This chapter explains the theoretical basis for motivational interviewing (MI). It reviews the empirical evidence for the use of MI with diverse populations in forensic settings. MI involves attention to the language of change, and is designed to strengthen personal motivation and commitment to a specific goal by eliciting and exploring the person’s own reasons for change within an atmosphere of acceptance and compassion. It is now internationally recognized as an evidence-based practice intervention for alcohol and drug problems. MI involves an underlying spirit made up of partnership, acceptance, compassion, and evocation. The chapter discusses four key processes involved in MI: engaging, focusing, evoking, and planning. It also describes five key communication microskills used throughout MI: asking open-ended questions, providing affirmations, offering summarizing statements, providing information and advice with permission, and reflective statements.
In this chapter, the author began working in international medical humanitarian aid, with an organization called Medecins Sans Frontieres/Doctors without Borders (MSF). Pediatrics and Pediatric Intensive Care are where the author’s nursing career had started. With assignments in the Democratic Republic of the Congo (DRC), Haiti, and South Sudan, the author have provided care for people who have been displaced due to conflict, victims of war trauma, women with high-risk pregnancies, malnourished and critically ill children, and people with HIV and tuberculosis, and responded to outbreaks of preventable illnesses such as measles and cholera. MSF opened the Sibut project, with a focus on providing care for young children and women of child-bearing age. The security system includes daily contact with all of the village leaders in Sibut, including the Catholic priests, the imams at the Muslim mosque, the village elders, and the militia leaders.
The author worked in a public health research lab, after graduation from college. She liked the flexibility of nursing and the promise to always have a job. She was fascinated by the intricacy of the mind-body intersection and how horribly wrong things could get with seemingly small perturbations. She felt that nursing school discouraged any consideration of a career in psychiatric nursing, as a mentor shared a comment by one of her advisors years ago that “only the bad nurses go into psychiatry”. A common occurrence was the admission of patients with psychiatric needs in addition to medical comorbidities. She cared for patients who had anxiety as a consequence of hospitalization, depression due to chronic illness, persons suffering from acute delirium, as well as someone with dementia secondary to HIV. Later she accepted a job at a local community health center that serves a predominance of Latino immigrants.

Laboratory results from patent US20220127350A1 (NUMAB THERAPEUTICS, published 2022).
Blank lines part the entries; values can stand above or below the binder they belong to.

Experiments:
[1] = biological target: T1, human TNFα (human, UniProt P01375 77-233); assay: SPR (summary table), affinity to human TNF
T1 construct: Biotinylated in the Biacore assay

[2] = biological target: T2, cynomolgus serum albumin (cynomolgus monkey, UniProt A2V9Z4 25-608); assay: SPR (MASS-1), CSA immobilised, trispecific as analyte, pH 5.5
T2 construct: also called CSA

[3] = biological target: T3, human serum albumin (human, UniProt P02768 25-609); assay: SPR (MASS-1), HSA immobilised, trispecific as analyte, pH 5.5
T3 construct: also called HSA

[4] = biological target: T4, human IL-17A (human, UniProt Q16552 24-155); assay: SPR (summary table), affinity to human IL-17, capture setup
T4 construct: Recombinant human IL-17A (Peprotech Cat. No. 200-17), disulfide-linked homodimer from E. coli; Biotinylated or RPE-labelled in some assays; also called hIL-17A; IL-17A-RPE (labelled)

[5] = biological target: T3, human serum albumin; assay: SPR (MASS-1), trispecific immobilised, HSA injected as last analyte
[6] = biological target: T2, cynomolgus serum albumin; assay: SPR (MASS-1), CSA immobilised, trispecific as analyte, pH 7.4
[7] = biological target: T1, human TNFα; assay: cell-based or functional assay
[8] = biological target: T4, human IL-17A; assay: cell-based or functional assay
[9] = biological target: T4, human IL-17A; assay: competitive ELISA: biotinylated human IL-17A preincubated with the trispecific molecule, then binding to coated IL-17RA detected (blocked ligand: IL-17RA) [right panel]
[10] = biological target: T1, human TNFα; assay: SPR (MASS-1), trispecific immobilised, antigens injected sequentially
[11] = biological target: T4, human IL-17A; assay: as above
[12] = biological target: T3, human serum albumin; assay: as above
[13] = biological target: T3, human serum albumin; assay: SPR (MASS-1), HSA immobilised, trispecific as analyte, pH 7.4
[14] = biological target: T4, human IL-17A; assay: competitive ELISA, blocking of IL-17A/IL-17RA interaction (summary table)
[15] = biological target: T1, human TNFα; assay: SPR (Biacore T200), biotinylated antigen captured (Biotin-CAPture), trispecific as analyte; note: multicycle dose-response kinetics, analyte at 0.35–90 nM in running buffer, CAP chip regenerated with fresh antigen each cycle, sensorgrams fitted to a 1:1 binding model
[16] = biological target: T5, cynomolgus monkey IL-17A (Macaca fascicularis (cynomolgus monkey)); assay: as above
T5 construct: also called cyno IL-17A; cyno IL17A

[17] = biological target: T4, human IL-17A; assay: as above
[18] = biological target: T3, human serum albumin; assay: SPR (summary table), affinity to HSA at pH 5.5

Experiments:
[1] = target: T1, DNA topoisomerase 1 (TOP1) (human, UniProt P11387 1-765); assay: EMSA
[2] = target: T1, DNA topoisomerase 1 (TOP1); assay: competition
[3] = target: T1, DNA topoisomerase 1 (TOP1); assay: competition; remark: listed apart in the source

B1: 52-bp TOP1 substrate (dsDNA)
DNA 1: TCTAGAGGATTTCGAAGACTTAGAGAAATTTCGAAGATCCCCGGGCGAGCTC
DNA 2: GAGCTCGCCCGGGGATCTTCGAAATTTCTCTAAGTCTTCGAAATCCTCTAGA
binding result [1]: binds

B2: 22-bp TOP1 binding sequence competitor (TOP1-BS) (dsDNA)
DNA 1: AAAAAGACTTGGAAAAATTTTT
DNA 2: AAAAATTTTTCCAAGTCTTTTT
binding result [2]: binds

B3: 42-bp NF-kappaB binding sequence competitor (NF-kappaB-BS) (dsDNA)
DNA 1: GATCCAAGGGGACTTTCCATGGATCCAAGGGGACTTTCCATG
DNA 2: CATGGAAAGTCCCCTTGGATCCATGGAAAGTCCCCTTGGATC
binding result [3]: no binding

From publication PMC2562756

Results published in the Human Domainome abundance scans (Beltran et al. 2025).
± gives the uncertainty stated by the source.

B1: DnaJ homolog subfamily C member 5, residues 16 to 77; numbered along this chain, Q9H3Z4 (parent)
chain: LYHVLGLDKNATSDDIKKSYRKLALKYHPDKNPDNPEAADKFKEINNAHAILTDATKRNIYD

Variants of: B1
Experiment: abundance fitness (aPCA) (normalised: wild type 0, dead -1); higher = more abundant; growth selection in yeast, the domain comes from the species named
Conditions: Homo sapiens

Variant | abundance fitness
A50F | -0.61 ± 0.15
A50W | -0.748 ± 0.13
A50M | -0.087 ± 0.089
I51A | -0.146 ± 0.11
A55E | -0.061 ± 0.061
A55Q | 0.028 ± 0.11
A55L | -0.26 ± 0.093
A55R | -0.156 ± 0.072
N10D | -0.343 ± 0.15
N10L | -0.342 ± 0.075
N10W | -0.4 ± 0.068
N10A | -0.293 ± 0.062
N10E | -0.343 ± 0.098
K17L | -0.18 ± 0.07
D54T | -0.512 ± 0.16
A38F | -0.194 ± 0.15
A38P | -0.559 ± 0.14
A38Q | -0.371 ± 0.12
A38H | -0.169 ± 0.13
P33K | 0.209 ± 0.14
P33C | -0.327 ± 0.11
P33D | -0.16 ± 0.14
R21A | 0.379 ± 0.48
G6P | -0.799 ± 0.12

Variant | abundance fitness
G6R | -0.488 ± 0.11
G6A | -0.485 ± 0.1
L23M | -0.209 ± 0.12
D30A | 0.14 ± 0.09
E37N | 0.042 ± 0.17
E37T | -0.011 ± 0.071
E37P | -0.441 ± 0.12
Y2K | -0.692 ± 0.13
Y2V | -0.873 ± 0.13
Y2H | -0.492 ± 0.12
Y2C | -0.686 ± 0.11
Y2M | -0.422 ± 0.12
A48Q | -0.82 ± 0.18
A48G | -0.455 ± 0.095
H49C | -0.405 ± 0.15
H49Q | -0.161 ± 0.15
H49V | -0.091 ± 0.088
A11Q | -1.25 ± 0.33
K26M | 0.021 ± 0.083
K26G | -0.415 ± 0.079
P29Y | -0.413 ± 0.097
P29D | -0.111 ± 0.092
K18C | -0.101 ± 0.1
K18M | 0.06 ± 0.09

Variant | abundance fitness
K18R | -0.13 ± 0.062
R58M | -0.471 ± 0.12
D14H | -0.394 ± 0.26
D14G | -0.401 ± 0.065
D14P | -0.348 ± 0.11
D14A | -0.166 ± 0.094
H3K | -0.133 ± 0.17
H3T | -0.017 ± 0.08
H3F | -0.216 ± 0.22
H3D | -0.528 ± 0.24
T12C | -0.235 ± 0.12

This chapter explains the seminal Institute of Medicine (IOM) report: The Future of Nursing (
FoN): Leading Change, Advancing Health and the background organizations that wrote it. It demonstrates some key recommendations of FoN: Leading Change, Advancing Health report and its “fit” with Indian Country. The chapter differentiates between challenges in obtaining nursing education in Indian Country and those in dominant culture settings. The IOM’s effort with the Robert Wood Johnson Foundation (RWJF) on the FoN has been noticed by many, yet direct care nurses are largely unaware of the report. The chapter outlines the FoN recommendations into two groups: gaining education, practicing to its fullest scope, and pushing for more, including lifelong learning; and shaping policy, being at the table as full partners in health care redesign, and leading change. For American Indian/Alaska Native (AI/AN) nurses graduating from tribal colleges and universities (TCU), the majority will have an associate’s degree.